Lawrence Munyi, A retired teacher at his dairy farm in Embu North, Embu County. [Muriithi Mugo, Standard]

Dear Daktari, I am a regular reader of your informative articles on livestock health and production. I keep a few diary animals and wanted to know how much feed I should give my cows and what factors determine the amount of feed intake. [Benjamin Mwadime, Taita Taveta County]

Thank you Mr Mwadime for reaching out. This question boils down to dry matter (DM). DM refers to material remaining after removal of water from feeds. Moisture content reflects the amount of water present in the feed ingredient. The nutrients in feeds, required by the animal for maintenance, growth, pregnancy, and lactation, are contained in the dry matter. Depending on the quality of the feed, a mature cow will consume one to three per cent of her total body weight. Please note that when fed on a low-quality feed this will go down to one to two per cent  of the body weight. If you understand this statement, you will be a better farmer when it comes to feeding your cows and you will certainly get more milk or meat from them. It is pointless to feed your cow on low quality feeds because apart from it consuming little it will also lead in low milk production. 

The speed of passage through the gut 

How fast the feeds pass through digestive system of an animal has an incremental effect on intake. Higher passage happens with feeds that are easily digestible. This includes high quality feeds like lucerne. Poor quality feeds like straw on the other hand will take long to be digested and subsequently lower the intake. This can be explained by the fact that ruminants require proteins for the rapid multiplication of the gut microbes which later increase the digestion of fibres. More proteins mean more gut microbes faster digestion or passage of feeds hence an increase in intake. The effects will be poor production and slow growth rate.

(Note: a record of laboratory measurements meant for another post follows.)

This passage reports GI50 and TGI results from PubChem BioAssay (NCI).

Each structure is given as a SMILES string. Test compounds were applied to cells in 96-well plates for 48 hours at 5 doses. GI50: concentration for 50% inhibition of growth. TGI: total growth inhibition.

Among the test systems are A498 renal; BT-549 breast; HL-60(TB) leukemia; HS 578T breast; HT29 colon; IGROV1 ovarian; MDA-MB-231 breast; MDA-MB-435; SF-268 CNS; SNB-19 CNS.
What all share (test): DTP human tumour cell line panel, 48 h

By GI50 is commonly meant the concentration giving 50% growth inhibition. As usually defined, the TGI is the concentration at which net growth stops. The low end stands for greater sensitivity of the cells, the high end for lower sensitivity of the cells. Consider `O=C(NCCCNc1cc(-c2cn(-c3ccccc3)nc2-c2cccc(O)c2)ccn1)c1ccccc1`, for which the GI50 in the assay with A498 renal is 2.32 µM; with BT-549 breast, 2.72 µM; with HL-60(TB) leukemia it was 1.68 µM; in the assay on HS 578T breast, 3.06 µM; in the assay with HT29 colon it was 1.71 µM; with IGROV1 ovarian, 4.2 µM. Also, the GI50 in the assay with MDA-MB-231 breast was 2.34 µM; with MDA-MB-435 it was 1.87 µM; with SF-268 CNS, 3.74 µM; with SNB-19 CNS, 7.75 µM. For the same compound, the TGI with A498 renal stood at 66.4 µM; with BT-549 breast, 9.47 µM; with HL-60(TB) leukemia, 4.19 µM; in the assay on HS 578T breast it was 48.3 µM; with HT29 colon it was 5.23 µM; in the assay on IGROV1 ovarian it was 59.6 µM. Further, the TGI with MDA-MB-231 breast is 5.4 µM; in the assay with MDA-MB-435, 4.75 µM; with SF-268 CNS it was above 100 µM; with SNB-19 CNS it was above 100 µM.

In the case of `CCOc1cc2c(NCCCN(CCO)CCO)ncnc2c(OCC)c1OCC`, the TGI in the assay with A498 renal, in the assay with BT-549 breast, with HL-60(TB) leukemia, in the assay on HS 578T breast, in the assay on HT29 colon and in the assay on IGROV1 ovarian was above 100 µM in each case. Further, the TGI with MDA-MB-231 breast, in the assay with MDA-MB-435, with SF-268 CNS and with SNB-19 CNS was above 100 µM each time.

Body size

Body size is another factor that determines feed intake. The bigger the animal the more the feed intake. Stage of growth is another factor – young animals will not only require feeds rich in protein but also other nutrients to build their body.  Level of production is another factor: Animals that are lactating and gestating animals will consume more feeds to cater for the production of milk and the growing foetus. Availability of feeds is an environmental factor that also affects how much an animal will eat. In times of abundance, great amounts of feeds may be consumed and this can at times be detrimental to the health of an animal. A good example is the grain overload for animals exposed to lots of maize seeds or lush pastures that cause diarrhoea.  


Palatability is the ease with which feeds are eaten by the animal. Palatable feeds are likely to be eaten in large quantities compared to unpalatable feeds. Addition of feed additives like molasses sweeten feeds and significantly increases their intake. Bitter tasting feeds will be consumed in less amounts.

[Dr Othieno Joseph is a veterinary surgeon and head of communications at the Food and Agriculture Organisation of the United Nations (FAO) Kenya. The views expressed here are not necessarily those of FAO]